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Interesting Recipes and Fun Facts about Pineapple!

Pine apples, also known as ananas, are juicy, vibrant tropical fruits that balance the flavors of sweet and tart despite their rough, scaly green, brown, or yellowish skin.

Shubhi Singh
Hawaii used to be the world's top pineapple producer and a major supplier of pineapples to the United States.
Hawaii used to be the world's top pineapple producer and a major supplier of pineapples to the United States.

A pineapple has a special nutritional profile, which is not only good for one's overall health but is also good for the economy.

Pineapple facts

  • The word "Pineapple" first appeared in print in 1398.
  • The first time the word "pineapple" was used in English was in 1398 to refer to the conifer trees' reproductive systems. Because of their resemblance to what is now known as the pine cone, European explorers discovered a prickly tropical fruit that they began to refer to as pineapples (the term was first recorded in that sense in 1664) In 1694, the phrase "pine cone" was first noted, taking the place of the word's original meaning.
  • It can take a pineapple up to three years to develop into a plant.
  • The fruits of pineapple are only available once it is at full maturity, which could take up to three years. Even so, some plants cultivated as houseplants might not even attempt to blossom or bear fruit. A single plant can only produce one pineapple throughout a given season.
  • You finally get one pineapple after all that waiting for it to reach full maturity. A pineapple plant does indeed only bloom and bear fruit once each season.
  • A pineapple plant can live for up to 50 years and produce fruit during that time. 50 pineapples in total, then!
  • Everything is a ruse. A pineapple is, technically speaking, a collection of separate berries joined to a central stalk. If you want to go specific, pineapples are a type of berry.
  • Pineapple offers between 70 and 85 calories per cup.
  • The vitamin C in pineapples is beneficial for your immune system.

Some more facts about pineapples

1. Pineapple Discovery - Pineapples were discovered by explorer Christopher Columbus in 1493 on the Caribbean Island of Guadeloupe. The fruit is also indigenous to Paraguay and southern Brazil.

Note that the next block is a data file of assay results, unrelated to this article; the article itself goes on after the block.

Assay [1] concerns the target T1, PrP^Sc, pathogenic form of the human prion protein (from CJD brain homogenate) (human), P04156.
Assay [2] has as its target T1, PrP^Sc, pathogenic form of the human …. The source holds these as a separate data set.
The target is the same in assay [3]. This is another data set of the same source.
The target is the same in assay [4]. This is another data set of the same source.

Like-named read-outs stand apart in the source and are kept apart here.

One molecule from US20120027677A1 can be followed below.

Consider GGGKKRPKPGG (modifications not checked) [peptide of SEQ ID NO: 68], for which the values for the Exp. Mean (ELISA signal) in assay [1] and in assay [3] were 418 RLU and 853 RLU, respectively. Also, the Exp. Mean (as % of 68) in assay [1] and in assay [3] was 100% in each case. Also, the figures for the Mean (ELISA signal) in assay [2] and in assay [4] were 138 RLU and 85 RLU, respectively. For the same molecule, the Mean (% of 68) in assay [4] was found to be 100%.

2. Pineapples in Early American History - Because they were expensive and rare, pineapples were viewed by early Americans as a special treat.

3. Pineapple Physiology - A pineapple is produced when several blooms connect their fruitlets together around the center.

4. Pineapple Diet - Bromelain, an enzyme found in pineapples, may lessen arthritis pain by reducing inflammation. Additionally, they contain plenty of vitamin C, which supports your immune system.

5. Hawaii's pineapples - Hawaii used to be the world's top pineapple producer and a major supplier of pineapples to the United States. Currently, the Philippines, Brazil, and Costa Rica are the top three producers.

6. Pineapple Choice - Avoid pineapples that smell sour or have visible damage. The freshest fruit is typically from Hawaii or Central America.

7. Pineapple Care - Keep your pineapple at room temperature for one or two days prior to cutting it to make it softer and juicier.

Hawaiian Grilled Pineapple Shrimp Kabobs Recipe

Serves 4 people

Ingredients

3 cloves garlic, minced

1 tsp fresh minced ginger

1 Tbsp cider or rice vinegar

1 Tbsp low-sodium soy sauce

1 tsp five-spice powder (optional)

1 tsp dark sesame oil

1 tsp honey

1/2 cup pineapple juice

1-pound large shrimp, peeled (or top sirloin beef)

2 large sweet red peppers, cut into bite-sized pieces

12 pearl onions, fresh (or frozen) and peeled

1 8-ounce package of whole mushrooms, cleaned

2 cups fresh pineapple chunks (or canned in fruit juice, no sugar added)

And vegetable cooking spray

Directions

1. In a zip-top plastic bag with the first eight ingredients combined, add the shrimp. 30 minutes of marinating in the refrigerator

2. Drain the marinade from the shrimp. Bring marinade to a boil in a small saucepan, then reserve for basting.

3. Set the grill to medium-high heat. Use cooking spray to spritz. Metal skewers are used to thread vegetables, pineapple, and shrimp. To avoid scorching on the barbecue, soak wooden skewers in water for 30 minutes.

4. Grill the kabobs covered over medium-high heat for 3 to 5 minutes per side, or until done, baste with the marinade that was set aside.

5. Pour the leftover marinade over the kabobs. Add brown rice to the dish.

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